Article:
15 Myths of Gun Safe Protection

It’s no secret that manufacturers try to make their product look as good as possible, and gun safe makers are no exception. While gun safes do provide a level of protection from theft, it is rarely a guaranteed way to prevent your firearms from being stolen. To help you understand what a gun safe really has to offer in regards to protecting your property, here are 15 myths of gun safe protection and the truth behind the misconception.

1. Even a Cheap Gun Safe is Better than Nothing

While a cheap gun safe may prevent family members and guests from getting their hands on your gun accidentally, it can actually give you a false sense of security when it comes to theft protection. Cheap gun safes are easier to breach, meaning even a moderately prepared (or generally resourceful) thief can likely gain entry.

Additionally, many people store other valuables in their gun safe for convenience.In cases where the safe itself is subpar, you are actually putting more items at risk than if you didn’t have a safe at all. Why? Because you might not group your valuables together if you didn’t have a safe in which to store them.

2. The Most Expensive Gun Safe Offers the Best Protection

Often, better-made gun safes will cost more than their cheaply made counterparts. However, that doesn’t mean the most expensive option on the market actually gives you any more protection than some moderately priced safes.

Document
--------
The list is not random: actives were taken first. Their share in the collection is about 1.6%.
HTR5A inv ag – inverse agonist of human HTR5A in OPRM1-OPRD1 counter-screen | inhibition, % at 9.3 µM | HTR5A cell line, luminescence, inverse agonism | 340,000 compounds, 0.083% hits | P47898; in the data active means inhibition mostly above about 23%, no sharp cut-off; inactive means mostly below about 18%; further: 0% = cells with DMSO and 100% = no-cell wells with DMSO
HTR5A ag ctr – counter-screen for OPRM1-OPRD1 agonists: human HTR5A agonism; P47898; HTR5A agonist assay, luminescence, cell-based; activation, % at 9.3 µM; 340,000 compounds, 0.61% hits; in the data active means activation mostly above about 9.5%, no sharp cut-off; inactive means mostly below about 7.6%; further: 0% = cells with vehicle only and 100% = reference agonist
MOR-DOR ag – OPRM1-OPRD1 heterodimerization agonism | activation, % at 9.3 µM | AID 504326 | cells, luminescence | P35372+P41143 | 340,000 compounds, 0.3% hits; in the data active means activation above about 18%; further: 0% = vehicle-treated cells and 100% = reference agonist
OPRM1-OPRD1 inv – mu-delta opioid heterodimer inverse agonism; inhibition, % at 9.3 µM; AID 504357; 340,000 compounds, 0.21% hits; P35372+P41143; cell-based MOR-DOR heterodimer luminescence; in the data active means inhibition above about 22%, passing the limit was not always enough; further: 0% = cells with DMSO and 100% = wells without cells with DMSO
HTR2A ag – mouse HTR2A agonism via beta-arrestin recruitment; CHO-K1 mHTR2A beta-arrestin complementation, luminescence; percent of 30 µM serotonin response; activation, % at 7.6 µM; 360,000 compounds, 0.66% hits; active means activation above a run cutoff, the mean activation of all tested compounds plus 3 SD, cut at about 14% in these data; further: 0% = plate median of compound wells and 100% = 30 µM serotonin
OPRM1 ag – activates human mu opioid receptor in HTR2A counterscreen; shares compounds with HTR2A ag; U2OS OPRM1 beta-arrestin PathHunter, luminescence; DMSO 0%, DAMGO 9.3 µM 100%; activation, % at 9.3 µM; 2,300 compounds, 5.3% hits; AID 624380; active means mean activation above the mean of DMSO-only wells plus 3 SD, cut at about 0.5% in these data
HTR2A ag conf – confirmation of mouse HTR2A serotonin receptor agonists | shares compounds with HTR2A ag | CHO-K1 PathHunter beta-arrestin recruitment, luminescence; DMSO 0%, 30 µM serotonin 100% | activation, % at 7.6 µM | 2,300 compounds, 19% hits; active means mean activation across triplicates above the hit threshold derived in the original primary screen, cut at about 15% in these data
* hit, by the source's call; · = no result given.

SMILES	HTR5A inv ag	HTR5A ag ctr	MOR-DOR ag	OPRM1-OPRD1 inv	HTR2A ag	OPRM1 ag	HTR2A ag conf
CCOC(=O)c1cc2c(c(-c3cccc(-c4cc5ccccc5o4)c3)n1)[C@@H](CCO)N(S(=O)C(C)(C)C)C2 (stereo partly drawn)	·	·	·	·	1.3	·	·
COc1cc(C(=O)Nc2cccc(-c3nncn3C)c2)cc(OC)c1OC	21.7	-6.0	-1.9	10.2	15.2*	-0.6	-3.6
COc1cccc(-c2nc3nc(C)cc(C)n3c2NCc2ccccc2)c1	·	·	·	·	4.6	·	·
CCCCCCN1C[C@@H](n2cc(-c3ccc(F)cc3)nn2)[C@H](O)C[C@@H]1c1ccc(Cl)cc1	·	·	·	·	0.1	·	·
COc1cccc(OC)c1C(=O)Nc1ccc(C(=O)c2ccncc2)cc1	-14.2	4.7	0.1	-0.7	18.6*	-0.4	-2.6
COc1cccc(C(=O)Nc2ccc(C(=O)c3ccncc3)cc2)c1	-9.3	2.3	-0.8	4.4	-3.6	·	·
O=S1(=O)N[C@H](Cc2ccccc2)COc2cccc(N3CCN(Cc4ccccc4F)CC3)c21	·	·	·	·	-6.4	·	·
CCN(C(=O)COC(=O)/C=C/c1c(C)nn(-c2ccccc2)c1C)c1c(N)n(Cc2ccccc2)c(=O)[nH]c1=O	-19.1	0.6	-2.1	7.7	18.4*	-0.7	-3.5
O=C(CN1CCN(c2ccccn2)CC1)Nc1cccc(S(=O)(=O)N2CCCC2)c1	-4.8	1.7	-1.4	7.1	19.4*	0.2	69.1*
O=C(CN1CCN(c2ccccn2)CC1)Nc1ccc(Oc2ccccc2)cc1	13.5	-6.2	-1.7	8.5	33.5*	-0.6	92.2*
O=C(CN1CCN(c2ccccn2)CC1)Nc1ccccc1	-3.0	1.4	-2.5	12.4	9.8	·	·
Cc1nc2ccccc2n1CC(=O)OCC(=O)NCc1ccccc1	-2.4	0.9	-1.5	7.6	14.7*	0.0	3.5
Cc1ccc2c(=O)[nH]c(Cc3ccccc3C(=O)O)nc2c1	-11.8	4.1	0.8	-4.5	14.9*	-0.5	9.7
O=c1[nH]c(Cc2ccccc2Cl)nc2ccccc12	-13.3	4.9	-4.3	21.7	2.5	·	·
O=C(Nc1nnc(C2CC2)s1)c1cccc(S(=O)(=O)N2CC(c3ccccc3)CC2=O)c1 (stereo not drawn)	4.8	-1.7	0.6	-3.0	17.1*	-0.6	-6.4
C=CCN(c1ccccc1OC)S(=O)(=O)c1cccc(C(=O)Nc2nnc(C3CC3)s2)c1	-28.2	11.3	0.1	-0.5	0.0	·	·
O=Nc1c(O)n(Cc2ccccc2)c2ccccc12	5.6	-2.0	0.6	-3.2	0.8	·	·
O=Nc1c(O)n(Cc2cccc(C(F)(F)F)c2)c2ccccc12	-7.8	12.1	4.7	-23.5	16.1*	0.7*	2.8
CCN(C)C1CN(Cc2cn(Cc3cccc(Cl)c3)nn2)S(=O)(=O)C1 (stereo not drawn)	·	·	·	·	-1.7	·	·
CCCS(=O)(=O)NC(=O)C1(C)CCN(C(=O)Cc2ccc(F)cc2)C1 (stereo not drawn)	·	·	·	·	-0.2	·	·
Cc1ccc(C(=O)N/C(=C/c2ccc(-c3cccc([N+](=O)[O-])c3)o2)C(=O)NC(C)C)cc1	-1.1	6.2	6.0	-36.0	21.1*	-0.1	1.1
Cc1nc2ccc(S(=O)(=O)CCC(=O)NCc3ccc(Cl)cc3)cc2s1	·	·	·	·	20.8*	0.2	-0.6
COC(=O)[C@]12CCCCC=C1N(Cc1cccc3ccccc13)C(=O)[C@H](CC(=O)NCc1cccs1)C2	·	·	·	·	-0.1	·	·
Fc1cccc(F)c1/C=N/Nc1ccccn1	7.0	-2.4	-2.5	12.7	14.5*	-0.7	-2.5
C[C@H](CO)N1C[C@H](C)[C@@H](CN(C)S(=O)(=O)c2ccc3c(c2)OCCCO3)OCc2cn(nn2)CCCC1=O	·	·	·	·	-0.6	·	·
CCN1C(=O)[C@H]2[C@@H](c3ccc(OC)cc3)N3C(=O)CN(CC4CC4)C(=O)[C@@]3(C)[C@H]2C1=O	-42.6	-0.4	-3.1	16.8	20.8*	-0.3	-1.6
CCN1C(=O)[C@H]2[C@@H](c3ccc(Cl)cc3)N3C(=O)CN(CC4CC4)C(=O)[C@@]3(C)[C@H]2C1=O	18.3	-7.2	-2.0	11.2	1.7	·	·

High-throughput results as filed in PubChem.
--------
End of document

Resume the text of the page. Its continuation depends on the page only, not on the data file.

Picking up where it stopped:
The construction of the safe does play a part in price, which can cause the price to rise, but many large manufacturers are able to keep costs lower due to the size of their operation. Typically, they can purchase materials in bulk, often at a discount in comparison to smaller orders, and they have the facilities to streamline manufacturing. That means a mid-priced offering from a large producer may meet or exceed the quality of a more expensive model from a company that doesn’t have the same purchasing and production power.

3. Gun Safes with Thicker Doors Offer More Protection

When it comes to the strength of the door, size is not the most important factor. The materials used to create the door contribute much more to the integrity of the door than size does. For example, a solid steel plate offers more security than one constructed of steel sheet metal wrapped around drywall even if the latter is somewhat thicker.